Since then they have been living new lives with new identities. Which leaves one more character from the cast of All Good Friends. He is Terry Sinclair, the hugely wealthy Mr Big on whose orders Maher shot his friend in the head.
Johnstone had double-crossed the syndicate. Maher believed his own life would be snuffed out if he didn't shoot Johnstone. So he did - in a layby north of Lancaster.
Sinclair, arrested by armed officers during a dawn raid on a London flat, read books in the dock a Lancaster Castle. So powerful was he that he believed he could simply buy his way to freedom. When he died of a heart attack not long into a 20-year sentence at Parkhurst prison in 1983, Lancashire police were immediately suspicious.
Says Bill Jones "They had put away this fit-looking guy in his mid forties and he'd suddenly had a heart attack. They felt it wasn't him. They thought he might have been sprung from prison and that someone else had taken his place. That's how powerful he was.
"So they went down to look at his body - and they took someone along who knew him very well. It was Sinclair all right, but his hair was white and he'd aged 25 years.
There he lay, the multi-millionaire drugs baron whose downfall had begun with the discovery of a handless corpse in a Lancashire quarry off Halfpenny Lane
Brutal killer Andy Maher
PC Arthur Marshall is at the waters edge. He is the man who brought Johnstone to the surface all those years ago. Now, 45, he's still with the police, still diving and still enjoying the life.
"I remember it as a job of work," he says. "We were conscious all the time that we had to preserve all the evidence. These days we could have rigged up a video camera and CID could have watched from the surface
"But there was nothing like that then and no one realised the problems we had. There were 140 lbs of weights tied to his legs. It must have been at least two hours before we got him up. He was about 20 to 30 feet down on a ledge.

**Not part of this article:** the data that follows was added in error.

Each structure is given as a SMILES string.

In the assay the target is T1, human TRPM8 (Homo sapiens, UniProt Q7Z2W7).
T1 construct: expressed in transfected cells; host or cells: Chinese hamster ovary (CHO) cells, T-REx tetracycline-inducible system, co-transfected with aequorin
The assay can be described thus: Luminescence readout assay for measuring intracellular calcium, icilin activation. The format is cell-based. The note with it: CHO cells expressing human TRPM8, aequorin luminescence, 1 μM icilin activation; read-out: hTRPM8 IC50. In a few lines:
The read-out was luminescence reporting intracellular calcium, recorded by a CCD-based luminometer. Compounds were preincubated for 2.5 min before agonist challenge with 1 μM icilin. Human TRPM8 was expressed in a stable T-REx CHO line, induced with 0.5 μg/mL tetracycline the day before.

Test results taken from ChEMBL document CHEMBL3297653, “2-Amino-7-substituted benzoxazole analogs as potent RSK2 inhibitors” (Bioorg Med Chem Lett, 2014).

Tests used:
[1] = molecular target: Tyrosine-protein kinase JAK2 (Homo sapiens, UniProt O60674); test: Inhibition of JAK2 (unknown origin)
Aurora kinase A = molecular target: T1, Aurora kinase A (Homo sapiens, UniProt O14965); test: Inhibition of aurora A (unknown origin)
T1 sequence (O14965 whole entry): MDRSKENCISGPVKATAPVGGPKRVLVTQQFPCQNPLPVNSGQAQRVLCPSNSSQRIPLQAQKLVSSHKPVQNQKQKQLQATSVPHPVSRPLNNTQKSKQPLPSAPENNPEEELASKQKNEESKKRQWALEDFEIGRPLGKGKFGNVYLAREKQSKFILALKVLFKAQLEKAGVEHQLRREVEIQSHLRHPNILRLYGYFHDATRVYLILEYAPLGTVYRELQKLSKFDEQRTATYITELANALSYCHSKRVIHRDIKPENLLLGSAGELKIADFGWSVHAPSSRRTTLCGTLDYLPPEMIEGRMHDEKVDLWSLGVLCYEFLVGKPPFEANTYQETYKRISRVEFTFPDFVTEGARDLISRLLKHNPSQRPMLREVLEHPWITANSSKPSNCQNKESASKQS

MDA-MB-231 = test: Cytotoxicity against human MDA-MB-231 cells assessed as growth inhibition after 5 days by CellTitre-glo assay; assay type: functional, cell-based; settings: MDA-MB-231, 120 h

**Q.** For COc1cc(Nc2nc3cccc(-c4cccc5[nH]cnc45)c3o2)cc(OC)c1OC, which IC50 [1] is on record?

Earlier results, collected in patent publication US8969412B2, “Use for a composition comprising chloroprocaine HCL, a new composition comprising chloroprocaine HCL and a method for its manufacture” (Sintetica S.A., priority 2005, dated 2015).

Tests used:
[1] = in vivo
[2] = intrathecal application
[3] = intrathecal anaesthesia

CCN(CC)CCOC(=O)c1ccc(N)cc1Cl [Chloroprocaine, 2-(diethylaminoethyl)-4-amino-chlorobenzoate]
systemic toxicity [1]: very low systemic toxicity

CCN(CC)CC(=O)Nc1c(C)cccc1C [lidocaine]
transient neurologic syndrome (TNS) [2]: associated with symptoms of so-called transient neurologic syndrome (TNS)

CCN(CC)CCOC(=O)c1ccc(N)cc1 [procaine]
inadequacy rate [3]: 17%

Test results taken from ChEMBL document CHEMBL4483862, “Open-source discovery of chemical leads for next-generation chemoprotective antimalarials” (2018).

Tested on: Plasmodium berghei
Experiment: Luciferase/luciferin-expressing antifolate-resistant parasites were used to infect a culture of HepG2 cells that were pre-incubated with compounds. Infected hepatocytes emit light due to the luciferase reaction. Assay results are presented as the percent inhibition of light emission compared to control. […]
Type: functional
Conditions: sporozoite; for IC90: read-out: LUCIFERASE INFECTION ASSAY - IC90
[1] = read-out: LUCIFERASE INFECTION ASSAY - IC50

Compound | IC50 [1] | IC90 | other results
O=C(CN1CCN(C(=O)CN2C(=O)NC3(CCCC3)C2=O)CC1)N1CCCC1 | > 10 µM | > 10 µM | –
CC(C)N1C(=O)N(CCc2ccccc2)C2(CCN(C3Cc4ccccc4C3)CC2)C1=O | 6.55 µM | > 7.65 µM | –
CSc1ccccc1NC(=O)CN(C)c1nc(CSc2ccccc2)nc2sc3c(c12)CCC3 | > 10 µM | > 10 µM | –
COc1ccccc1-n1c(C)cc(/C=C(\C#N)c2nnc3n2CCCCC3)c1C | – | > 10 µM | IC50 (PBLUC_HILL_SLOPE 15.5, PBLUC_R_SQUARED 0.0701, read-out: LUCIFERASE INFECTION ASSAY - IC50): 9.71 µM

If they'd dropped him just a few feet away I don't think he would ever have been found." Arthur is taking part in the filming, together with colleagues.
Lancashire Evening Post - Special!!
The killing of Mr Asia Special Report by Brian Ellis & Peter Richardson The 'Mr Big' with fortune of £50 millionHE WAS Mr Big - the man who made millions by dealing in drugs, and the man who aimed to stay at the top of his sinister world by dealing in death.
He was the so-called Angel of Death who offered cunning and coruption as the twin weapons with which to fight the combined police forces of Australasia.
But the Angel came down to earth when Lancashire police swooped on the luxury £250-a-week Kensington apartment he had rented to mastermind the "English Connection".
Terence Alexander Sinclair had found wealth in an evil trade. He once boasted he couldn't even spend the interest on a personal fortune of £25 million.
But it wasn't always like that for the one-time welder born 36 years ago in New Zealand.
He was a small-time crook, first coming to the attention of the police at 18, as Terry Clark, appearing in court at regular intervals between 1962 and 1971, when, on his ninth appearance he was jailed for five years for burglary and receiving.
He had married at the age of 20, to a childhood sweetheart but was divorced in the second year of his sentence. The following year he remarried - in the prison chapel.
His best man was Errol Hicksman, the New Zealander who was to become his trusted lieutenant and who stood with him in the dock at Lancaster Castle.